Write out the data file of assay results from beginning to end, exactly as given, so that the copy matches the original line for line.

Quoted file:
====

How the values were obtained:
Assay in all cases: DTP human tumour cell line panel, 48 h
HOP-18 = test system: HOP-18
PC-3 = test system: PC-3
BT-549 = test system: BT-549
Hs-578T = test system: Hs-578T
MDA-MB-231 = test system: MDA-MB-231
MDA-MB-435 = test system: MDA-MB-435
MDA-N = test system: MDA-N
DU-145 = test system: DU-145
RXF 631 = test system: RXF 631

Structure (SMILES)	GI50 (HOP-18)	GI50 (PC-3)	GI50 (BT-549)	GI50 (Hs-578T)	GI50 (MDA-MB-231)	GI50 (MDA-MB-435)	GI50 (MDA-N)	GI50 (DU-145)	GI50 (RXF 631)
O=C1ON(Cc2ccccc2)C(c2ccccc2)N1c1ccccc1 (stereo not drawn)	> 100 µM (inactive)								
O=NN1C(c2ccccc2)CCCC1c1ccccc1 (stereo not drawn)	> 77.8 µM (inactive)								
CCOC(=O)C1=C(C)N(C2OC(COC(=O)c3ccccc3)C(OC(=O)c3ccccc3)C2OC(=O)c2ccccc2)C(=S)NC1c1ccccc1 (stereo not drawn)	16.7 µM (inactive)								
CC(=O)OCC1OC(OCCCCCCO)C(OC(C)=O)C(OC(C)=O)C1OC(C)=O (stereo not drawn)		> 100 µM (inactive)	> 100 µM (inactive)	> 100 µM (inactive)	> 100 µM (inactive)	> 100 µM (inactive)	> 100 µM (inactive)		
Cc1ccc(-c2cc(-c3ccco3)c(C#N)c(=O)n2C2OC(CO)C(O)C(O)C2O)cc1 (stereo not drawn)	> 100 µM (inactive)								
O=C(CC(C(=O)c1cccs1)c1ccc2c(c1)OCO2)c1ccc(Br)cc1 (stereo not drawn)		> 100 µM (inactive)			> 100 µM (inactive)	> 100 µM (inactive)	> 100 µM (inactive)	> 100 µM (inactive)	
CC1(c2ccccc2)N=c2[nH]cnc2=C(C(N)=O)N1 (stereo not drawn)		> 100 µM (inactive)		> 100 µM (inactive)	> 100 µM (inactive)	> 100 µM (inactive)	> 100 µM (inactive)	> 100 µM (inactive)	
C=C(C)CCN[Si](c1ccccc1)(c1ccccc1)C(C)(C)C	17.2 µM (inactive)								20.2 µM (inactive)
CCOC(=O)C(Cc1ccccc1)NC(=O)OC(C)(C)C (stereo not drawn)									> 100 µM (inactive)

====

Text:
How the values were obtained:
Assay in all cases: DTP human tumour cell line panel, 48 h
HOP-18 = test system: HOP-18
PC-3 = test system: PC-3
BT-549 = test system: BT-549
Hs-578T = test system: Hs-578T
MDA-MB-231 = test system: MDA-MB-231
MDA-MB-435 = test system: MDA-MB-435
MDA-N = test system: MDA-N
DU-145 = test system: DU-145
RXF 631 = test system: RXF 631

Structure (SMILES)	GI50 (HOP-18)	GI50 (PC-3)	GI50 (BT-549)	GI50 (Hs-578T)	GI50 (MDA-MB-231)	GI50 (MDA-MB-435)	GI50 (MDA-N)	GI50 (DU-145)	GI50 (RXF 631)
O=C1ON(Cc2ccccc2)C(c2ccccc2)N1c1ccccc1 (stereo not drawn)	> 100 µM (inactive)								
O=NN1C(c2ccccc2)CCCC1c1ccccc1 (stereo not drawn)	> 77.8 µM (inactive)								
CCOC(=O)C1=C(C)N(C2OC(COC(=O)c3ccccc3)C(OC(=O)c3ccccc3)C2OC(=O)c2ccccc2)C(=S)NC1c1ccccc1 (stereo not drawn)	16.7 µM (inactive)								
CC(=O)OCC1OC(OCCCCCCO)C(OC(C)=O)C(OC(C)=O)C1OC(C)=O (stereo not drawn)		> 100 µM (inactive)	> 100 µM (inactive)	> 100 µM (inactive)	> 100 µM (inactive)	> 100 µM (inactive)	> 100 µM (inactive)		
Cc1ccc(-c2cc(-c3ccco3)c(C#N)c(=O)n2C2OC(CO)C(O)C(O)C2O)cc1 (stereo not drawn)	> 100 µM (inactive)								
O=C(CC(C(=O)c1cccs1)c1ccc2c(c1)OCO2)c1ccc(Br)cc1 (stereo not drawn)		> 100 µM (inactive)			> 100 µM (inactive)	> 100 µM (inactive)	> 100 µM (inactive)	> 100 µM (inactive)	
CC1(c2ccccc2)N=c2[nH]cnc2=C(C(N)=O)N1 (stereo not drawn)		> 100 µM (inactive)		> 100 µM (inactive)	> 100 µM (inactive)	> 100 µM (inactive)	> 100 µM (inactive)	> 100 µM (inactive)	
C=C(C)CCN[Si](c1ccccc1)(c1ccccc1)C(C)(C)C	17.2 µM (inactive)								20.2 µM (inactive)
CCOC(=O)C(Cc1ccccc1)NC(=O)OC(C)(C)C (stereo not drawn)									> 100 µM (inactive)